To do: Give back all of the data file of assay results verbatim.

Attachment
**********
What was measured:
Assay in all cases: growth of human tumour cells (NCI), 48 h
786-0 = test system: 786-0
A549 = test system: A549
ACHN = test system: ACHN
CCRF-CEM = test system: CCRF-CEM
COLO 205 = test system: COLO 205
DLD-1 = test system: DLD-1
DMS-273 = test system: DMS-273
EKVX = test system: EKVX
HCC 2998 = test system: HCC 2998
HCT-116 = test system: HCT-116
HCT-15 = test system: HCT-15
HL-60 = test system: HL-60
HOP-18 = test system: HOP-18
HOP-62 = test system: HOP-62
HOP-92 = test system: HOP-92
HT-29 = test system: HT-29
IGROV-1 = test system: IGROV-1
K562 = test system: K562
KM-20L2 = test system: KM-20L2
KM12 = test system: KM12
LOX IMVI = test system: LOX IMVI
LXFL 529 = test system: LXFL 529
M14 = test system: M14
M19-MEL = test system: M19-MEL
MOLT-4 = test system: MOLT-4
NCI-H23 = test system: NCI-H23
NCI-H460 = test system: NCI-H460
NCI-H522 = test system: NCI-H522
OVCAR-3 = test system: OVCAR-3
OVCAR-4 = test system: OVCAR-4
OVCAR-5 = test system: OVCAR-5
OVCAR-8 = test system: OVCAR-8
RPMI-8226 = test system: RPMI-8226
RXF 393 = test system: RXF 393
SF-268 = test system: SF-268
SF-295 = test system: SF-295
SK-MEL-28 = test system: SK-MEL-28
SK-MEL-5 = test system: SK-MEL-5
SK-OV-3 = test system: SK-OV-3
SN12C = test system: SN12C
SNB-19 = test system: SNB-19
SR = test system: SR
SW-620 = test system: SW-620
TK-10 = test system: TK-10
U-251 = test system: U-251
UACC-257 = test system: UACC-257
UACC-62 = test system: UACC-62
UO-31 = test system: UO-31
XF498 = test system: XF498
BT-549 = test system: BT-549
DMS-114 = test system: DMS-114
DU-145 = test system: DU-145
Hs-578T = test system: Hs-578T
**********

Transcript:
What was measured:
Assay in all cases: growth of human tumour cells (NCI), 48 h
786-0 = test system: 786-0
A549 = test system: A549
ACHN = test system: ACHN
CCRF-CEM = test system: CCRF-CEM
COLO 205 = test system: COLO 205
DLD-1 = test system: DLD-1
DMS-273 = test system: DMS-273
EKVX = test system: EKVX
HCC 2998 = test system: HCC 2998
HCT-116 = test system: HCT-116
HCT-15 = test system: HCT-15
HL-60 = test system: HL-60
HOP-18 = test system: HOP-18
HOP-62 = test system: HOP-62
HOP-92 = test system: HOP-92
HT-29 = test system: HT-29
IGROV-1 = test system: IGROV-1
K562 = test system: K562
KM-20L2 = test system: KM-20L2
KM12 = test system: KM12
LOX IMVI = test system: LOX IMVI
LXFL 529 = test system: LXFL 529
M14 = test system: M14
M19-MEL = test system: M19-MEL
MOLT-4 = test system: MOLT-4
NCI-H23 = test system: NCI-H23
NCI-H460 = test system: NCI-H460
NCI-H522 = test system: NCI-H522
OVCAR-3 = test system: OVCAR-3
OVCAR-4 = test system: OVCAR-4
OVCAR-5 = test system: OVCAR-5
OVCAR-8 = test system: OVCAR-8
RPMI-8226 = test system: RPMI-8226
RXF 393 = test system: RXF 393
SF-268 = test system: SF-268
SF-295 = test system: SF-295
SK-MEL-28 = test system: SK-MEL-28
SK-MEL-5 = test system: SK-MEL-5
SK-OV-3 = test system: SK-OV-3
SN12C = test system: SN12C
SNB-19 = test system: SNB-19
SR = test system: SR
SW-620 = test system: SW-620
TK-10 = test system: TK-10
U-251 = test system: U-251
UACC-257 = test system: UACC-257
UACC-62 = test system: UACC-62
UO-31 = test system: UO-31
XF498 = test system: XF498
BT-549 = test system: BT-549
DMS-114 = test system: DMS-114
DU-145 = test system: DU-145
Hs-578T = test system: Hs-578T